19 January 2003 | stefan-144
Bittersweet comedy afraid of the dark
The high school reunion is traumatic to anyone with a heart and a brain. Our teen years just keep on nagging us, all of our lives. And nothing makes as good comedy, as the sad sides of life.
This film follows the patterns and lands in what could be expected, which is sort of OK in comedy. It does have some amusing twists to it - especially the drastic mixture of past and present. The characters change places with their younger alter egos, like flashbacks but in present time scenes. I would say that this is how our memory works, making us jump in time subconsciously, as if we have forever that teen inside of us. Also, it adds a poetic quality to the film.
It's the most endearing with the main character, who interacts constantly with his teenage self, who tries desperately to make him more cool, and urges him to get out of his sheltered existence. Yes, how kindly would we be judged by ourselves in our teens, if they saw us now? To some extent, we can live with it, having other values than we did back then, but in other cases - well, well.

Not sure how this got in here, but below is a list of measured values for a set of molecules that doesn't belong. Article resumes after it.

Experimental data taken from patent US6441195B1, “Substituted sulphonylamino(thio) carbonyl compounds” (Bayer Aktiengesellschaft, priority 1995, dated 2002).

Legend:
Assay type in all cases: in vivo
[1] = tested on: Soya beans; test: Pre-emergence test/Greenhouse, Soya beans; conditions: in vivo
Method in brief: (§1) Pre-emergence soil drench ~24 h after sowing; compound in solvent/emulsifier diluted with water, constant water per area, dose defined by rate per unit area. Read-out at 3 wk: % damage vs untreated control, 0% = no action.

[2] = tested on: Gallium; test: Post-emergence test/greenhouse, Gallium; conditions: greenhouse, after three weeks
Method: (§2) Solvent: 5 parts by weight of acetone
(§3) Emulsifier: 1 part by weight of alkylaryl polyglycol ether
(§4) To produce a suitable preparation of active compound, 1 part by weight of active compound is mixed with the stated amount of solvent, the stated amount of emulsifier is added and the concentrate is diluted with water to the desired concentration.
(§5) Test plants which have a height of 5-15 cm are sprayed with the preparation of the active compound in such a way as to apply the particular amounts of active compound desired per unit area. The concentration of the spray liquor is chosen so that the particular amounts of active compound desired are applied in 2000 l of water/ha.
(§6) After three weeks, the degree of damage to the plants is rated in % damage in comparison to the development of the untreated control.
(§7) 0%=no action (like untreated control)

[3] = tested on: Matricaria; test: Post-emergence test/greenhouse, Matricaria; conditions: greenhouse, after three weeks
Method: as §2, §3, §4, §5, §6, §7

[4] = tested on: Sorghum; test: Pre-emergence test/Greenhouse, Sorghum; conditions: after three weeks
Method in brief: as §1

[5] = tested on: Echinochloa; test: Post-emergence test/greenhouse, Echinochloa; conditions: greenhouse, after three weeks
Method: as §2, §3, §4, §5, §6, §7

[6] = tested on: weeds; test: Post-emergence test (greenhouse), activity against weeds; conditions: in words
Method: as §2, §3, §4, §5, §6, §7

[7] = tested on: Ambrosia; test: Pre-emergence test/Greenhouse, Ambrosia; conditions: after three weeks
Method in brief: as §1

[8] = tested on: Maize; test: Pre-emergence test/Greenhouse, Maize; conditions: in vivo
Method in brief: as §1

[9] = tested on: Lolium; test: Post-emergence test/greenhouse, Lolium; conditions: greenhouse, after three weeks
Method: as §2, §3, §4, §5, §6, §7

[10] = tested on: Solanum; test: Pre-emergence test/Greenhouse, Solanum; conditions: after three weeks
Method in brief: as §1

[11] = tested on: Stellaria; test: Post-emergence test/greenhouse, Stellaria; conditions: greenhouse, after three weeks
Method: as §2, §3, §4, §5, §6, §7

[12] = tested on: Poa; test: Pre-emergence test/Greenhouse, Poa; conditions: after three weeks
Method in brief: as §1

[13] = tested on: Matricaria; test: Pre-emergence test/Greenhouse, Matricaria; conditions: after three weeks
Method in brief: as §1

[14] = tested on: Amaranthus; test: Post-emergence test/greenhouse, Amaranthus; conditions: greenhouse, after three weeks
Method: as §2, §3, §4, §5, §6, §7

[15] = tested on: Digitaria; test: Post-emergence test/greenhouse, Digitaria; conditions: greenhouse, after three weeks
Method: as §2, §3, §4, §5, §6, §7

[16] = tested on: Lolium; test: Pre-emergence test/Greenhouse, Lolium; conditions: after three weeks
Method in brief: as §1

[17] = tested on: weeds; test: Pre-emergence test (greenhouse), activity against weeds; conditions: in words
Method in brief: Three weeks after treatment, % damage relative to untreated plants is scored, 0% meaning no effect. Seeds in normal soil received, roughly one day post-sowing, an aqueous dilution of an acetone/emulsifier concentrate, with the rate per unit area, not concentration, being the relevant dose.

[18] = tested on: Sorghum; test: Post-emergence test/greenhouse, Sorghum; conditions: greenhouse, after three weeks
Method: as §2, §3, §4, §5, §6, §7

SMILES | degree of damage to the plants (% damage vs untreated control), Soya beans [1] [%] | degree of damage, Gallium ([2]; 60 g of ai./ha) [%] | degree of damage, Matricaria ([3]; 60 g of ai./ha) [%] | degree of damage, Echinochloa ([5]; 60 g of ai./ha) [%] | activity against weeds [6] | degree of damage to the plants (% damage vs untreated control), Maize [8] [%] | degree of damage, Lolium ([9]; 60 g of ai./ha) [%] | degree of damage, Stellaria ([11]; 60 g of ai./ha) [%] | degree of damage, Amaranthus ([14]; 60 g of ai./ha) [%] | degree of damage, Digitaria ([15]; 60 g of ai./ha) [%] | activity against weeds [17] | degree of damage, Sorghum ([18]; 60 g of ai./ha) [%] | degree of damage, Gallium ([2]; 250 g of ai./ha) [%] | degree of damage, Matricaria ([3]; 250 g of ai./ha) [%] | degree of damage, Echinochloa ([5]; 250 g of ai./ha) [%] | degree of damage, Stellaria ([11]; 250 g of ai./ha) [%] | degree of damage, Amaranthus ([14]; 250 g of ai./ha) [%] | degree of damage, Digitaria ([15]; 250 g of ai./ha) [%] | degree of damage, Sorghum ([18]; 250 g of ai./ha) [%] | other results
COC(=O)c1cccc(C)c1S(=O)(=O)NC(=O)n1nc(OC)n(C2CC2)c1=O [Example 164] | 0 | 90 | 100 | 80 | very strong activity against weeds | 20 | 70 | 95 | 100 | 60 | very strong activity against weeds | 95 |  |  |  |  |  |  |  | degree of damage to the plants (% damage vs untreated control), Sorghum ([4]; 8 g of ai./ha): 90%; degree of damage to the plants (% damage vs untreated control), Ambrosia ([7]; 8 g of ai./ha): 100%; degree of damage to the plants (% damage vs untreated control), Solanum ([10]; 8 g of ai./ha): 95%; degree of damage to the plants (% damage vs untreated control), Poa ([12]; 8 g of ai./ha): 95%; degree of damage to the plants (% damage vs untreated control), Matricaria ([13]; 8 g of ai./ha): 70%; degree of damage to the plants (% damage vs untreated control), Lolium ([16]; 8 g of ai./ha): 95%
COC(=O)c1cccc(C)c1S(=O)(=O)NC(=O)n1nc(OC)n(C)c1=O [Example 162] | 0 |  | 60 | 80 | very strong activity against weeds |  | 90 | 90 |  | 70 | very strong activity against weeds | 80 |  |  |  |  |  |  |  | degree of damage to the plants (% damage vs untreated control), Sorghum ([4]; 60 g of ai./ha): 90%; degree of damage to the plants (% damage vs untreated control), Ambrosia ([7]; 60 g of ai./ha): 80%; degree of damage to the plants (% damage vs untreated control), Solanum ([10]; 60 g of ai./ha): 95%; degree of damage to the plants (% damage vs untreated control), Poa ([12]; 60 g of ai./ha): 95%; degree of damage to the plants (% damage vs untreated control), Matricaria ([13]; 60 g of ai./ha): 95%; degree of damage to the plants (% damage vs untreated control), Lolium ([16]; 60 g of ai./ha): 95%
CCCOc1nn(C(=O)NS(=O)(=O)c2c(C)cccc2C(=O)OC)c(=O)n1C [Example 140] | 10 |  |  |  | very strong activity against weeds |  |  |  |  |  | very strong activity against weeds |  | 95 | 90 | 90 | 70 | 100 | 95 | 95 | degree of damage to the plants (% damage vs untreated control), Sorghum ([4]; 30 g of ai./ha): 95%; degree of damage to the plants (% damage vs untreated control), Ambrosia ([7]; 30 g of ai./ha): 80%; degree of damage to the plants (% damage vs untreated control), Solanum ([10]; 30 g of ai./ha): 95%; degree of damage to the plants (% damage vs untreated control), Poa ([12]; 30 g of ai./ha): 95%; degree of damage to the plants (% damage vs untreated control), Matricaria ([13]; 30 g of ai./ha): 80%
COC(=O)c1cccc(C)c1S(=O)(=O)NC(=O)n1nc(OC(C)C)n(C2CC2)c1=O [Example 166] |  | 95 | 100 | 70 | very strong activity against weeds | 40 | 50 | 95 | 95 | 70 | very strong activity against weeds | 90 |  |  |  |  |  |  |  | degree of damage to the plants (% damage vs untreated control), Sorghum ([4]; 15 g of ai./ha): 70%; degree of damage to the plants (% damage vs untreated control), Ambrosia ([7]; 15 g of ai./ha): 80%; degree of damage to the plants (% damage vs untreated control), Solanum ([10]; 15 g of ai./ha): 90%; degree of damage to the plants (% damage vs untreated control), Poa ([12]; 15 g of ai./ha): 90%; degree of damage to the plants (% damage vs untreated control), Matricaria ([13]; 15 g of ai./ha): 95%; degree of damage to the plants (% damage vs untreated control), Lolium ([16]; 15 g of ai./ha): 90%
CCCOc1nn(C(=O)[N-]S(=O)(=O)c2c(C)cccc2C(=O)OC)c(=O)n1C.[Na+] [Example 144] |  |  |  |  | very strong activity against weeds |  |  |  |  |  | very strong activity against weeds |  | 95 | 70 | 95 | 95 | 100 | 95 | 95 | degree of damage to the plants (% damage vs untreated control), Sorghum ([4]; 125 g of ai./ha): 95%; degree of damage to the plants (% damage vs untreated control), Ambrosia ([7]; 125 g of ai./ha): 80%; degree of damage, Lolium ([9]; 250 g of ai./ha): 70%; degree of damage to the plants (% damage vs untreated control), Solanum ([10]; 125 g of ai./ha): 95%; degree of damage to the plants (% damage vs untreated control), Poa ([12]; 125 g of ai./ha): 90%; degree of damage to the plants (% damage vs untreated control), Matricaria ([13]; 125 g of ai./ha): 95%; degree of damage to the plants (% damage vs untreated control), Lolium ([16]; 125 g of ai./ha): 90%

I would have loved to see this conflict explored and deepened - that between the adult person and the teenager he once was. Unfortunately, the film stays on the surface of it, probably in fear of darkening the comedy too much. But comedy thrives on darkness, not on light. Happy and well-adjusted people don't invite to laughter, but misery sure does - I think already Aristotle stated this, in what little remains of his thoughts on comedy.
Certainly, there is some misery in the film, but just as it is about to really grab us, then comes a smile with snow white teeth, or a joke to release the tension. It is irritating. So also, is the fact that the dialogue contains little worth listening to. The writers/directors have not penetrated the subject sufficiently, or they just don't think so much of it.
Still, there were several moments where I laughed out loud, and in between the film was kind of cute.